How do your seniors view cross training?

Discussion in 'Tae-Kwon-Do' started by ETinCYQX, Apr 22, 2012.

  1. ETinCYQX

    ETinCYQX Master Black Belt

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    I'm most interested in responses from school owners but all input is very much appreciated.

    How do your seniors feel about cross training in different styles? I know there are a few here who have trained in BJJ in addition to Taekwondo and some of those are high ranking black belts who own schools. (Andy if I remember correctly, also I think puunui mentioned doing BJJ with Relson Gracie as well) Is it viewed as positive, or as a slight against your seniors?

    My situation is, I've been running a dojang for about half a year for my immediate senior. Since before I started I've been training Judo and it's become a big part of my life, I've competed a few times and traveled for seminars. I do enough Judo now that I'm beginning to develop cauliflower ear. I haven't bothered to tell my master that I've been training grappling. Once I become a student again, maybe I will. There's another guy with him who trains BJJ and is a TKD 2nd dan.

    I'm curious as to how you guys have handled these situations? Has it been an issue with your students? How about parents?

    Thanks
    Ethan
     
  2. ralphmcpherson

    ralphmcpherson Senior Master

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    It depends on the senior. Some are against it, particularly until you have a solid grounding in one art first. Some actively encourage it. My instructor is the type of guy where if I told him I was looking into cross training he would wonder what it is I feel he isnt teaching, he prides himself on offering a quite well rounded class. I remember once commenting to him about the lack of 'ground game' in tkd. I have no interest at all in a ground game but I think he took it as me complaining about it. Anyhow, the very next lesson one of our 5th dans who is very experienced in some form of bjj or something took the class and did a whole lesson on the 'ground game'. Since then my instructor regularly gets him to take a class and teach that sort of stuff. One of our students has recently started in muay thai and our instructor said to him if they teach you anything I havent shown you here please let me know. I think that as long as students cross train and still keep coming back then you know you are offering them something in their training that they feel they need. The problems start when students start cross training then never come back, then you know they feel they have found something 'better'.
     
  3. ETinCYQX

    ETinCYQX Master Black Belt

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    Two of my former students had experience in kickboxing, MMA and BJJ. They kept coming back to my class because they enjoyed TKD and also because I let them spar three times a week. One moved back to Korea and the other is in the next town over learning to drive a truck. Both were excellent martial artists and awesome people. I promoted one guy two belts at once because I thought he deserved it.

    Judo has helped my TKD too and helped my teaching, I'm hoping it won't be taken negatively.
     
  4. andyjeffries

    andyjeffries Master of Arts

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    I'm not a high ranking black belt, but I have a small club. I did cross-train for a while in BJJ, but haven't done recently (mainly due to work pressures). I'll happily give you my opinion.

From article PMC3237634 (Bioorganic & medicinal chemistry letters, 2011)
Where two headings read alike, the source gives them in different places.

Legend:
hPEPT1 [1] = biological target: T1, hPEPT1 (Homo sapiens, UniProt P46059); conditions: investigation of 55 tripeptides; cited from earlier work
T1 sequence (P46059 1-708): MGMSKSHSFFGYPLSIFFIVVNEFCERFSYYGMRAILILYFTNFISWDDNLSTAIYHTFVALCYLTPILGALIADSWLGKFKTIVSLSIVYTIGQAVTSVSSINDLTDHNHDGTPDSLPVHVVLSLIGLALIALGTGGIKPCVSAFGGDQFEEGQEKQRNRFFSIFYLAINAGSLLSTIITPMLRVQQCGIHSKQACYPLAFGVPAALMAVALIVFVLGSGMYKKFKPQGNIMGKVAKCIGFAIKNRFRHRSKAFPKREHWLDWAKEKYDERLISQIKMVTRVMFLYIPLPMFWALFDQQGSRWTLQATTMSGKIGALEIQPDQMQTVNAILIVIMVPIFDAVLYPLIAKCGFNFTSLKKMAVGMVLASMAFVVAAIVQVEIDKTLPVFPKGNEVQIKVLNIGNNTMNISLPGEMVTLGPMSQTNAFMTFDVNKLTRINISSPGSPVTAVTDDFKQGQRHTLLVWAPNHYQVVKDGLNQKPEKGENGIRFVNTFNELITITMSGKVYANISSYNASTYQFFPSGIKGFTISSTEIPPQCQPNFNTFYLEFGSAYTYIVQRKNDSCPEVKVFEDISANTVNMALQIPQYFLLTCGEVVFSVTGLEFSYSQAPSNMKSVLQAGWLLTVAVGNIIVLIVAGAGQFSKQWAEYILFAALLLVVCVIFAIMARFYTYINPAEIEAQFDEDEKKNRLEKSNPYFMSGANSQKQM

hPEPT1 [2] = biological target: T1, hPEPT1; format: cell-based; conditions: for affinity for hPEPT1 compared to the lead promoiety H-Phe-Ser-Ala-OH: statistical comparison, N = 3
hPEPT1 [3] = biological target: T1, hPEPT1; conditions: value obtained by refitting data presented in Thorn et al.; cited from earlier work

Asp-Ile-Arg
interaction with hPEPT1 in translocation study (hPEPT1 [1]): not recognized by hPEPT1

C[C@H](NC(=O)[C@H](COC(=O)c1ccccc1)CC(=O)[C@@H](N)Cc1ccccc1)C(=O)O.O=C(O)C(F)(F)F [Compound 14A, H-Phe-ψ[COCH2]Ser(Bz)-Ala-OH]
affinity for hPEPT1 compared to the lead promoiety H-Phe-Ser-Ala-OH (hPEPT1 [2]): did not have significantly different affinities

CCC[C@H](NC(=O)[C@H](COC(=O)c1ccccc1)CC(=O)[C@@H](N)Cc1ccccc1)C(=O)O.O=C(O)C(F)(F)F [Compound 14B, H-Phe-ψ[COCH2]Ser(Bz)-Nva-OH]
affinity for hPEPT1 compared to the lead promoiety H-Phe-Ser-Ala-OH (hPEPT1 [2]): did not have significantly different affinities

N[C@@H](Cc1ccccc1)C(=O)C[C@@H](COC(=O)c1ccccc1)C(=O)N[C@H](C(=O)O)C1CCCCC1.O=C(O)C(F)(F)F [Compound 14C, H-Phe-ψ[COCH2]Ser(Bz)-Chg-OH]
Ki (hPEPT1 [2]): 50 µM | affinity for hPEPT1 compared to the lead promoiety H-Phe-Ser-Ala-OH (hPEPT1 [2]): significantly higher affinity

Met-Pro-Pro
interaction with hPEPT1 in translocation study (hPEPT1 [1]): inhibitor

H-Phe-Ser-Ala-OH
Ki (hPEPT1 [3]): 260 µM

I started cross training in BJJ for three reasons -

    1) I found I had no ground game, that I was "concerned" that if a street fight happened and it went to the ground I'd be completely out of my element *

    2) I enjoyed watching UFC and as a spectator I thought I would enjoy watching these sporting events more if I understood it better

    3) I had injured my knee at Taekwondo as was able to do less and less Taekwondo each week as my knee got progressively worse

    * I haven't been in a street fight since my mid-20s (I'm now 37), but I didn't like having a feeling of there being situations where I'd feel completely out of my depth - if they ever did happen.

    I had two instructors at the time - a 5th Dan master living in the same town that I trained under twice per week and an 8th Dan grandmaster living in the far east that I would speak to regularly via email/Skype and train with for intensive 1-2 week periods each year.

    My master was happy for me to do it, it gave me a way to burn calories (I am very overweight, so any exercise I can do is great) but he has little to no respect for "grown men rolling around on the floor together". This is a common viewpoint of BJJ/wrestling/grappling - not one I share. He appreciated the techniques I was learning (as I was also trying to apply them in my Taekwondo practice) and was happy for me to do it.

    My grandmaster thought it was a great idea, more knowledge is always useful. He also saw/spoke more about how I was learning lessons from how BJJ was taught and applying those teaching principles to Taekwondo teaching. He thought this was very useful. As my knee got progressively worse, it felt like (we didn't discuss it in these terms) he got more concerned that I would leave Taekwondo completely and switch to BJJ. Every Taekwondo session hurt my knee even more, even when I wasn't trying anything difficult - BJJ didn't and I was learning new things every week; you can see how I would be feeling negatively about one and positively about the other. I'm sure he felt it would be a waste to have spent so long in Taekwondo to leave it for the "hot new thing".

    Anyway, I got my knee repaired and my Taekwondo then improved in leaps and bounds and my happiness returned. I still have a love/soft spot for BJJ and when I get more evenings free again I'd like to go back, but I think my grandmaster is happy my focus is now back 100% on Taekwondo.

    Neither viewed the fact that I wanted to do it as a negative thing or a slight against my seniors or Taekwondo. I feel the two are complimentary arts and I have learned new ideas on teaching that I'm applying to my Taekwondo club.